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Dancing Dogs Kick Up A Restless Racket On 'Patience'


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Don’t try to pigeonhole Dancing Dogs. It won’t work. Their instrumental mélange is an extraordinary feat of genre mashing that combines everything from fusion and be-bop to funk, R&B, Afro-cuban, and Latin jazz idioms. Think King Sunny Ade meets the Crusaders meets Chucho Valdes and you’d at least be on the right track. Throw in a little Neville Brothers and a battery of rock guitar licks and you’d be closer still. But the fact remains, there’s so much color in the compositions of the Dancing Dogs that you’d be hard-pressed to describe them in just a paragraph or two.

The band’s debut album on Whaling City Sound, Patience, was recorded in one rather insane weekend at Sound Station Seven in Providence, with Rob Pemberton, and mastered up in Boston by Mark Donahue at SoundMirror. The resulting project bubbles over with funky exuberance, recalling the great days of classic New Orleans R&B, when there was no better place to be than a sweaty Bourbon Street dance floor.

The engine of this band resides in the collective heart of its six passionate members. Tom Short and Joe Rapoza make up the horn section, apparently blowing into whatever horn happens to be nearby. Their resumes list trumpets, saxes, cornets, flutes, clarinets, and valve trombones. Matt Ryckebush and John Nieman stand tall as the rhythmic backbone, on bass and drums respectively. They are the Dogs that keep the band’s snarling arrangements pinned down to its strong rhythmic motifs. Percussionist Jimi Beauregard does his part to enrich the band’s up-tempo approach. And finally, guitarist Jim Robitaille, a be-bopper by trade, lets loose with all manner of licks, from Latin-fired solos to Stevie Ray slashing and juju beat “synchronicity.” It’s largely Robitaille’s hues that help the Dancing Dogs’ moods shift so dramatically.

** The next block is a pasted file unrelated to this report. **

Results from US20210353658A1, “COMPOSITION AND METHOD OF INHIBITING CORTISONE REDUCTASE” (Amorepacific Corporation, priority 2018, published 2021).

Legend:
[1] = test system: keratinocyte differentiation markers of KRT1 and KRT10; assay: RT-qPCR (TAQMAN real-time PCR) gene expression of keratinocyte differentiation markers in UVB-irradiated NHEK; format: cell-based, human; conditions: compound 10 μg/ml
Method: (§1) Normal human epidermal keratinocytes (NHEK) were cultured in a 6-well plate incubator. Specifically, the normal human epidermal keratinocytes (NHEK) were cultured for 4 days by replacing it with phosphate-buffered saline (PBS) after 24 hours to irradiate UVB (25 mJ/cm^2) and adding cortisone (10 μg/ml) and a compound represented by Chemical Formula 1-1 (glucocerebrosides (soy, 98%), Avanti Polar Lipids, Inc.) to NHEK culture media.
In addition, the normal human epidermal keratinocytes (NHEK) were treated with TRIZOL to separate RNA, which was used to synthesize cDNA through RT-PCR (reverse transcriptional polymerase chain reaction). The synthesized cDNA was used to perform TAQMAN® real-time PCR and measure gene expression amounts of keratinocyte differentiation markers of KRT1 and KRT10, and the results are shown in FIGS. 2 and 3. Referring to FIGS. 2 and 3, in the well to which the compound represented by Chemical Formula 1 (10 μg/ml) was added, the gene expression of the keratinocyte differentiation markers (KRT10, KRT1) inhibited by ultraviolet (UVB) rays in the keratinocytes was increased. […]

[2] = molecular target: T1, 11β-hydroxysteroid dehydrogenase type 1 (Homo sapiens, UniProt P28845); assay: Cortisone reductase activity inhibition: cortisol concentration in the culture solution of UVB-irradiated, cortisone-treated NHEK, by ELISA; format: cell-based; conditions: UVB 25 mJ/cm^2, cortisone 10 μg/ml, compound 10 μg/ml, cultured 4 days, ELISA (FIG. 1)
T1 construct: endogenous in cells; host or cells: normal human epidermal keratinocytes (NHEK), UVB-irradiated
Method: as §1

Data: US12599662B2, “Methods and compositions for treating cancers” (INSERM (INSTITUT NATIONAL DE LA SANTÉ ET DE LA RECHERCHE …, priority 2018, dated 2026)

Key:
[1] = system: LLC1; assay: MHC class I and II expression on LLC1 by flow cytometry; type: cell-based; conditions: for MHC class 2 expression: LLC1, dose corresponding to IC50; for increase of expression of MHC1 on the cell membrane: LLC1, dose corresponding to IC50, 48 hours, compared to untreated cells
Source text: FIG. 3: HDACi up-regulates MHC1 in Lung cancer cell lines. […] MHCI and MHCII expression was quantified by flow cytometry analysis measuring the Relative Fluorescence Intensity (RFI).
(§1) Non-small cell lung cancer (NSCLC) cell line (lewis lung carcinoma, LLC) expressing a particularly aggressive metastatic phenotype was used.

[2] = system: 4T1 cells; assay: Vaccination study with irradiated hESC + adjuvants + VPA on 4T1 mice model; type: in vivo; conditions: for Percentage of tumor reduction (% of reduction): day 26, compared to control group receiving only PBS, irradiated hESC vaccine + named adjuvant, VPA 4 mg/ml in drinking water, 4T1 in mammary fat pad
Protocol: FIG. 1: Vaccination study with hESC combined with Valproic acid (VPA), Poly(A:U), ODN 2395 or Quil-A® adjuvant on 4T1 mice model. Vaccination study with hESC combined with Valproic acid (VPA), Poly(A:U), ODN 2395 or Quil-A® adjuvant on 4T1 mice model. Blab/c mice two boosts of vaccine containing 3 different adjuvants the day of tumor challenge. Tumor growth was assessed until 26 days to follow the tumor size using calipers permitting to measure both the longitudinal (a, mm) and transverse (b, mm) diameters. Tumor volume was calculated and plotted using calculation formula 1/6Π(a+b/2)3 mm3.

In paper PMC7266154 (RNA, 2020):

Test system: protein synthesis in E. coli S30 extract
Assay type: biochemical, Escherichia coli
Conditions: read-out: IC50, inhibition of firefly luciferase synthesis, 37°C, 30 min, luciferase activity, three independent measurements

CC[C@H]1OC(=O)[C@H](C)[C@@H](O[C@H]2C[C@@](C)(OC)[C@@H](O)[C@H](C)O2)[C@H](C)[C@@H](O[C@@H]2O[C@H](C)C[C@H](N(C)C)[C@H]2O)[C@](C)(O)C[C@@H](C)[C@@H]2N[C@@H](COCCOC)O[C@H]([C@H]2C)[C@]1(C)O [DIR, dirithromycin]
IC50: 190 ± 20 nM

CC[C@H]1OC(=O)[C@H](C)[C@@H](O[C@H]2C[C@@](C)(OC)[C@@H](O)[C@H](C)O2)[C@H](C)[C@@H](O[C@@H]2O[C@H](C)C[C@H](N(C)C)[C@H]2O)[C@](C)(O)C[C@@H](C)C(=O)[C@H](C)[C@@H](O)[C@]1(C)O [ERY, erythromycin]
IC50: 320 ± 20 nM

Together, the band sinks its teeth into over a dozen originals and a few covers, with Rapoza and Robitaille serving as the band’s chief composers. Both write from an eclectic palette. Robitaille’s “Deep Tango” takes Astor Piazzolla to its extreme, with a McLaughlin-esque solo thrown in for good measure. Rapoza’s “Haute Tamale” starts with a New Orleans march and ventures into classic funk. Saxman Tom Short contributes the odd but rockin’ ska-flavored “Corporate Heads.” Elsewhere, the band covers Monk’s classic “Brilliant Corners” with zesty aplomb, and ends the disc with a breathless run-through of Mingus’s “Nostalgia in Times Square.” Phew!

A departure from the more traditional sounds from Whaling City Sound, Patience is an altogether unique and gifted approach to the instrumental jazz idiom, and one that dares to be heard. Be courageous and give it a spin.

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